Make sure that you both know what this is and what this isn’t.  If it’s a serious relationship (and I don’t think you can have a casual LDR), set expectations.  What is a reasonable frequency to see each other?  Will you rotate visits?  If there are children involved, figure out how you are going to tell them.  And when you’re going to tell them.  And then define what those expectations are going to be.  While you can’t plan for every situation, it’s important to ensure that you’re both on the same page.  For example, if you both have children and one partner says they want to wait a year before introducing their partner to their children, and the other says six months, what will you do?  Ask the tough questions up front and figure out what that is going to look like.  Your relationship is unique, so you can define it however you want.  And in whatever way works for you.



I think this is key for any relationship, but for a LDR, it’s even more important. Your partner doesn’t know what’s happening in your life (good or bad) unless you tell them. They’re not there to see the expression on your face when you get news, so you’re going to have to come up with a way to communicate with them effectively. I have never really been that good at communication. Full stop. But I have learned how to be a better communicator because of my LDR. It’s not easy and I would guess that I over-communicate now. Every morning, I send my partner a good morning text. Just to let him know that I’m awake and thinking about him. You might want to try sending a short video every day or sending pictures at different times during the day so your partner knows what you’re up to. These things can improve the communication tremendously.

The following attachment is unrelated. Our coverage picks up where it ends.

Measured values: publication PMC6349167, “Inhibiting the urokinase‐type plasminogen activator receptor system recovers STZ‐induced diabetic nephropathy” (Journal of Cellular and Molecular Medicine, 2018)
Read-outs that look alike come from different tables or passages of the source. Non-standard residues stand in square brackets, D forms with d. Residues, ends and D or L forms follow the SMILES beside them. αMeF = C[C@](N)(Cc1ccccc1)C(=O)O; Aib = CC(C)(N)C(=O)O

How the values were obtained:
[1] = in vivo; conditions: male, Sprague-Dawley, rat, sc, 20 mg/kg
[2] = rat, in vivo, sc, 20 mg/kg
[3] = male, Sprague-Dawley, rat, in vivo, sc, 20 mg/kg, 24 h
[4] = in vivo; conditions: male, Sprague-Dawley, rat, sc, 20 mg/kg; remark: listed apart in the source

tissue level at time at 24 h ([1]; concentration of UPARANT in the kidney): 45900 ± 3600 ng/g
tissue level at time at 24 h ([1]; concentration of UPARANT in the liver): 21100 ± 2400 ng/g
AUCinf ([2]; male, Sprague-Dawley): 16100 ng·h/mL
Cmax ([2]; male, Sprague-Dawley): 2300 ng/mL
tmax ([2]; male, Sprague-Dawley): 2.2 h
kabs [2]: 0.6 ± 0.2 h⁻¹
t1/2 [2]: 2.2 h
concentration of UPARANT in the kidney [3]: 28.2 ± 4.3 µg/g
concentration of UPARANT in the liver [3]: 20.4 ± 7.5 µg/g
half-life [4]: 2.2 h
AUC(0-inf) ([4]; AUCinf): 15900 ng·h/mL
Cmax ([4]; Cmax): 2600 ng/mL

Make a Future Plan

Why are you doing this in the first place? No one enters into a LDR because they want to. You meet someone that you connect with, and because of life circumstances, you have to find a way to make it work, in the meantime. That’s key. LDR’s are not meant to be permanent. The conversation I had the other day about LDR’s made me think about how the LDR itself, is you making a promise. It’s a promise of a more traditional relationship sometime down the road. You both need to be on the same page about where the relationship is going. For those of you commitment-phobes out there, this means you’re going to have to have this uncomfortable conversation. Why else are you in a LDR? Let your partner know what you’re thinking and if you’re not on the same page, you should reassess the relationship.


Talk A Lot and Talk Often